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Lethbridge Herald Newspaper Archives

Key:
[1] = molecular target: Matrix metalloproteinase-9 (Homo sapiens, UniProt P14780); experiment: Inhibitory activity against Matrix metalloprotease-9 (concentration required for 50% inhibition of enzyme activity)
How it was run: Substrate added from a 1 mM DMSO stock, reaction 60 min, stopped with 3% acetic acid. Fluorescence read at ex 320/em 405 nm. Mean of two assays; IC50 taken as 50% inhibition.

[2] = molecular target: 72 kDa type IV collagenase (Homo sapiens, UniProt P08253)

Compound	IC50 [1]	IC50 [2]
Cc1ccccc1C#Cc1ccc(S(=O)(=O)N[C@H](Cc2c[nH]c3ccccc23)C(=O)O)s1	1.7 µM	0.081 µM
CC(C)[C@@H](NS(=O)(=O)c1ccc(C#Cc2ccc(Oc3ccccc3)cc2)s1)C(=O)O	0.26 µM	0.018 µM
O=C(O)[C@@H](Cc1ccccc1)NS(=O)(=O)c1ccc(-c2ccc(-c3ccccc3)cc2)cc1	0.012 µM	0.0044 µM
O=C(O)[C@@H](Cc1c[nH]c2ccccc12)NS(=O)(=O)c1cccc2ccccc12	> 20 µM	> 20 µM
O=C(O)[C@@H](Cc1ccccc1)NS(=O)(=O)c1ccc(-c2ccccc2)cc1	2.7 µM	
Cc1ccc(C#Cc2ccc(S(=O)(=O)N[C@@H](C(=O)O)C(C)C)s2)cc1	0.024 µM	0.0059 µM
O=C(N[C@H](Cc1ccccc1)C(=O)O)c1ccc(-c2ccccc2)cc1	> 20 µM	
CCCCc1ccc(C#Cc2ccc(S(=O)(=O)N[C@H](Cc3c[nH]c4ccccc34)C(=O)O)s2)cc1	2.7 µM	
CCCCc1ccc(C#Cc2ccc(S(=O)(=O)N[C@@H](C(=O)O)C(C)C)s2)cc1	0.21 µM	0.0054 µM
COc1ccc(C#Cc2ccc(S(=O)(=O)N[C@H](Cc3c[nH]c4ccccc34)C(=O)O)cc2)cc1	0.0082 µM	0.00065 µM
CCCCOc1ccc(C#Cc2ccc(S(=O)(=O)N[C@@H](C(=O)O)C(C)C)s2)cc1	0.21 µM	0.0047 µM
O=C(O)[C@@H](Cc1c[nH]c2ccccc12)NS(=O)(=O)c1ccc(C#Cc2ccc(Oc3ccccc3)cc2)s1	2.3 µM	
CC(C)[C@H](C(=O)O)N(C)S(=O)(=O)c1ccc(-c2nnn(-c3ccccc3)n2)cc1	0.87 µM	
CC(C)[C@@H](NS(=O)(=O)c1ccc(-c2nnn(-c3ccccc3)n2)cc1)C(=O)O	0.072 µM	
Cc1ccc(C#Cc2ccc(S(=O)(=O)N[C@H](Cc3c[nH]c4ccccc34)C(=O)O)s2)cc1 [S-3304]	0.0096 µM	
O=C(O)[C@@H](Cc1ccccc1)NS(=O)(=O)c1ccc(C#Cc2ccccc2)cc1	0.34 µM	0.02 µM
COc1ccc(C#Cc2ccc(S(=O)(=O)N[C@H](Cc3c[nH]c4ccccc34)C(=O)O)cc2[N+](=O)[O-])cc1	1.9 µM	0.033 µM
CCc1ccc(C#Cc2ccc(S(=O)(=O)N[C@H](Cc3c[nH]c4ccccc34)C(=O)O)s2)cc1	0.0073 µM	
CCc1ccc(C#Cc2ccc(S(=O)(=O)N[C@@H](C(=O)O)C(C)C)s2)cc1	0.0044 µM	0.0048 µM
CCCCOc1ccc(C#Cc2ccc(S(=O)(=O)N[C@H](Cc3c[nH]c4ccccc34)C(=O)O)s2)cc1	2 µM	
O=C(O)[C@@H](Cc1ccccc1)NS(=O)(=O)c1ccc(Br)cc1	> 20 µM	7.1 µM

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Lethbridge Herald, The (Newspaper) - September 9, 1970, Lethbridge, Alberta __________.................. Wednesday, September 9, 1970 THE IETHBRIDGE HERALD 13 Three Clubs Continue Healed Battle Pittsburgh Can't Shake Pesky Mets, Cubs Bv THE ASSOCIATED 1'HliSS innings of relief lo nail clown the victory but needed ninth inning It was one year ago today Km uerM after Bob IhaltheNew York Mels swept a laggcd a three-run UlOll UIB f twi-night doubleheader and, for the first time in advenlur- tagged homer for Montreal. The Pirates, m c a n w h i 1 c, oub young lives, moral into, out Of [jrst place first place m the two days since July 11, ab- Leuguc's East Division. sorbed another whipping from A combination of circum- lhe stances, some of it their own Biu scattered eight hits doing and much of it Pittsburgh Chicago collected 15 includ- Puales and Chicago Cubs, three each by Randy Hun- placed the Mets in a position to j drove in three runs, celebrate that anniversary on i-------------------------------------- 'and Ron Santo, who drove ii two. b'leve Carllon pitched a four- hitter and contributed two timely hits to St. Louis' attack as T.e Cardinals hung on to third place in lhe East by whip- ping Philadelphia. Rich Allen homered for St. Louis while Doron Johnson and '.Joe Lis connected for the Phil- lies. j Doug Rader and Bob Watson drove in three runs apiece as Houston hung on to heat San; en-hitler for his llth victory. I Diego. Ruder had two singles j Bill Grabarkcwitz homered for 1 and his 2ist homer and Watson j LA. ripped two singles. j Bobby Tolan's bases-loaded Nate Colbert and Clarence [double drove in three runs in Gaston each tagged two-run ho- the second inning, leading the mers for the Padres. Reds past the liiants. Orlando Cepeda ripped aj Kay Washuurn picked_up Use three-run homer in the first in- ning and that was all George Stone needed as Atlanta bested Los Angeles. victory wilh seven innings of sharp relict after taking over for Jim Merrill, who strained os Angeies his pitching elbow in the first Cepeda's homer was his Merrill is not expected of the season. Slone got a miss a pitching turn. WHEN STARS GRACEFULLY COLLIDE Second baseman Ken Boswell, right, of the New York Mets, catches a pop fly while colliding wilh right fielder Ron Gaspar, for last out of the aame with Montreal Expos Tuesday. The Mets won 10-5 to move with- in one-half name" of first place, in the eastern division of the National League. Front Office Represented McLain Back On Carpet top'of the heap again-provided, they can sweep another Iwi- nighter. _ i New York moved to within, one-half game of the first place j Pirates Tuesday, whipping, Montreal Expos 10-5 while third place Chicago, only one game behind, walloped Pittsburgh 10- 3. i The Mets, who've won four straight and seven of the last nine, play a twi-night double- header against Philadelphia Phillies tonight while the Pir- ates entertain St. Louis Cardi- nals. A sweep by the Mets would assure them of at least a share of the lead, regardless of what the Pirates do. Chicago played an afternoon game I against Montreal. Elsewhere in the National; League Tuesday, St. Louis whipped Philadelphia 6-3, Ho'is- ton Astros outlasted San Diego Padres 8-7, Atlanta Braves edged Los Angeles Dodgers 3-2 and Cincinnati Reds tripped San Francisco Giants 5-2. HAD BIG INNING The Mets exploded for six runs in the eighth inning against the Expos with Ken Bpswell's >ases-loaded double driving :iome three and reliever Tug McGraw's bases-loaded single producing three more. McGraw worked five strong NEW YORK (AP) Pitcher Denny McLain goes on the car- pet today before baseball com- missioner Bowie Kuhn to ex- plain his conduct of late. Summoned along with the controversial McLain were six members of the Detroit Tiger front office, adding an element of surprise to the affair. McLain got into hot water again recently after dumping a couple of buckets of ice water on two Detroit sports writers, Bowling Scores CAPRI BOWL Nova Jean Dowdell 279; Vera Nich- olls 255; Rose Nunweilcr 255; Barbara Butjert 243; BettV'Hobbs 220; Mary Lazsrick 288; Elaine Krown 222; Marg Soefrled 223; Pal Plomp 224; Betty DIonne -233; Renate Walser .228. GORD1ES Gary Tunbridge 351 Lloyd Heppler 305 Bill Hleucka 298; Loren Levy 258; Ken Malcomson 303 Sam Girardi 269; Ken Larson 254; Bob Thomson 255; Tak Kalakami 251; Earl Armour 250 MARTINIZING Joyce Brown 299 Lorraine Kirehener 267; Pat Henderson 261; Lynn Baker 251; Frances Harris 258; Eileen Carter Karen Carney 231; Elaine Davis 223; Bernice Hay 225; Ann Culler 225; Lois Clarke 243; Lynne Lengyel 226. GREENS Cleo 305; Bea Salmon 290; May Hiebert 3Z3 Joan Moorft 293; Jean Christie 265; Earl Armour 325; George Alexander 288; Bob Omotani 290; Biil-Taylor 298; John Tinordi 270. EAGLES LODGE Olga LaRoque 221; Kathy Ludwlg 243; Ann Golia 236; Alice Anderson 113; Mary Laiarlck 216; Bert Baker 349; John LaRoque 243; Frank Gorda 250; Alan Groves 246; Joe Gillett 233. NU MODE HOMES Isabel Barvla 287; Mary Wlshnevskl 5e7; Frances Costanzo 266; Barb Thomson 258; Cathy CrigMon 253; Isabelle Bergman 252; Anne Pearson 251; Kay Wheeler 2J9; Phyllis Lynch 245; Dianne Parascak 245. 5UNOQUIST Grace pogterom 295; Marie Smith 289; Sigrld Donkln 273; Gina Paulsen 261; Vera Nicholls 260; Opal Taylor 249; Ruth Hulsman 232; Shirley Mo Lellan 228; Pat Plomp 210; Betty Dionne 210. Nijiiisky Entered LONDON (AP) American owner Charles Engelhard en- tered super race horse Nijinsky Tuesday in the English SU Leger classic Saturday, and the British bookies had a night- mare. If Canadian bred Nijinsky wins, it will cost them millions of pounds. JCCA Mike Tobo Shlg Goshtn- mon 27? Francis Higa 264; Wimp Nakamura 285; Ryo Nagata 2E2; Mun Taheda 2EJ; Carol FujHa 286 Nancy Katakamf 25! Masa Goshinmon 255; Betly Tomiya- ma 233; Suml Medoruma 237. COM Sam Girardi 235; Jim Yamada 227; Wally Kruchkywich 253; Conrad Ar- nold 239; Ivan Wills 32B George Furo 236; Cheryl Prcsk 224. AGT Verna Eliolt 513; Jan Svensen 235; Ken Rollag 225; Harvey Schweitzer 223; Ray Nesting 243; Tom Yip 242; Del 246; Lucy Miller 221; Carol Homulofc 200; Waselenak 221. i LCI Rams Host Grads The annual LCI Grad game will be staged at the Hender- son Baseball Park this coming Friday commencing at 8 p.m. Jim Whitelaw, coaching the Rams, will have 19 returnees from last year's club and ex- pects to give the Grads a chal- lenge. This year the Grads will have Wayne Winters calling the sig- nals with Gary Young. Bob Brd- der, Mel Salmon and Ron Lowe sharing the halfback chores. Ed Shardlow and Martin Weavers will patrol the ends. For the LCI Rams Doug Howes will lead the single wing offence while Dalton Howe will start as the wing back. Neil Hisoka will be the power driver in the fullback slot and will have Ross Allsop near him in the halfback position. Nath- an Schosp will do the tailback duties. The Grad game is more or less a prestige game and both clubs will go all out in order to carry the victors banner. but the closed session with Kuhn had an air of mystery. The commissioner has refused to discuss the situation, saying only: "Information brought to my attention has raised the question of whether McLain's conduct in recent days have been consistent with the re- quirements of the probationary status." McLain was first suspended from baseball April 1 to July 1 by Kuhn for associating with gamblers and has been on pro- bation since. Then the Tigers suspended him for "up lo 30 days" after McLain poured water over the sportswriters last month. The club later made the sus- pension seven last Kuhn stepped in and ordered that McLain not re. join the team until after lie ap- peared at a hearing. Sources close to the commis- sioner indicated he was not happy about the water bucket incident, and some other Mc- Lain adventures in recent weeks. McLain, after his sus- pension by Detroit, sounded off against general manager Jimmy Campbell, a long-time friend. Summoned along with McLain to today's healing were Camp- bell, manager. Mayo Smith, vice-president Rick Ferrell, Tiger player representative Jim Price, director of player person- nel Walt (Hoot) Evers and team physician Dr. Clarence Living- good. Curling Club Looking For New Members The Lethbridge Curling Club is now accepting applications for members new and old. Anyone interested in culling this winter in the local club is asked to contact Vern Belford at the curling rink at 327-1213 between the hours of 5-9 p.m. Monday through Friday. Club officials are looking for as many as 100 new rinks for i the. 1970-71 season, and inviiel all interested parties lo join.; Entries are also being accept- ed for mixed rinks. Williams Cut By B.C. Lions VANCOUVER (CP) Brit- ish Columbia Lions of the Western Football Conference today released import quarter- back Carroll Williams. Lions general manager Denny Veitch said import Vidal Carlin has been reactivated to replace Williams as backup man to first string quarter- back Paul Brothers. Carlin had been on waivers since the end of August. No Change In Kapp Issue GLENBROOK, Nev. (AP) Quarterback Joe Kapp's lawyer said Tuesday there have been "absolutely no developments" in Kapp's prolonged contract disagreement with Minnesota Vikings. "I haven't had one word, di- rect or indirect, since the Vi- kings general manager, Jihi Finks, sent his ultimatum tele- gram six or eight weeks said the lawyer, John Elliott Cook. Kapp, 33, who led the Vikings to the National Football League championship in 1969, has been reported asking a 5-year million contract. Cook confirmed that Kapp left Vancouver Tuesday and that they probably would see each other "in a day or so." "At present, Joe is sort of gypsying around, sometimes in Vancouver, sometimes in Los Angeles, sometimes here at Lake Tahoe. There's not a great deal to occupy him at the mo- ment Take advantage of the savings on this excellent quality latex paint. Ideal for bedrooms, living rooms, halls, etc. Dries to a rich flat finish in half an hoar. We will cus- tom lint it to your choice of over 1500 colors ot no Price Gal. 8.99, Qf. 2.74 NOW ONLY Boos Have Changed To Cheers Bateman A Favorite In Montreal MONTREAL (CP) Base- ball fans at Jarry Park were pretty patient last season with most of the antics of the fledgling Montreal cept for those of catcher John Bateman. Baleman was a much ma- ligned figure throughout the 1969 season and was the only player consistently booed by the Montreal fans. Prior to the start of the 1970 National League baseball sea- son, Bateman made a prom- ise. "I'm going to show the fans in Montreal something this IB recalls saying. "Baseball will be a 24-hour game with me this season. "The fans were justified in treating me the way they did last year. I wasn't doing my best and I know it." At the start of this season the ''boo-birds" were still on Balcman. Bui recently tte jeers have turned to cheers. He was voted Expos' player of the month by the Montreal chapter of the Baseball Writ- ers of America Association in June. When the decision was announced, Bateman received a standing ovation from the Montreal fans. The next night Bateman re- sponded lo the ovation by driving in seven runs, includ- ing four on a grand-slam home run, to lead Montreal to a victory over St. Louis Cardi- nals. Bateman was the Expos' No. 3 selection in the National League expansion draft in .Oc- tober, 3968. He signed with Houston Astros in 1962 for a paltry He became the Astros' No. 1 catcher in 1966 and hit .279 with 17 home runs and 70 runs batted in, his best season so far in UK major leagues. Bateman couldn't get un- trackcd last year. He started slowly and then Injured a lin- ger on his right hand in May, He lost the No. 1 catching job to Ron Brand and ended up playing only 74 games. Things started off badly again for him this season, lie reported lo training camp ov- erweight and was fined by manager Gene Mauch for doing so. When that crisis ended, things appeared to be going well for Bateman. He. played extremely well during the exhibition sched- ule, but in the second-to-last pre-season game he suffered a bruised kidney. He was side- lined for the first five weeks of the regular schedule and came back to fight for the No. 1 catching job again. lie won the battle. 5 OTHER FINISHES Choose from the -Wowing: Semi-Gloss Enamel, tatex Semi-Gloss, tatex or Oil Housepaint, Porch and Floor Enamel. Regular Woolco Price to 9.97 Gal. Regular Woolco Price to 3.19 Qt. NOW ONLY Gallon Quart 6 2.24 Also High Gloss Enamel. 7.49 Gal. And Super White Enamel 8.19Gal- FIESTA ONE-COAT HOUSE PAINTS One Coat tatex Housepaint. Save time and money with this top quality housepaint. Brushes clean up with soapy water. White only. 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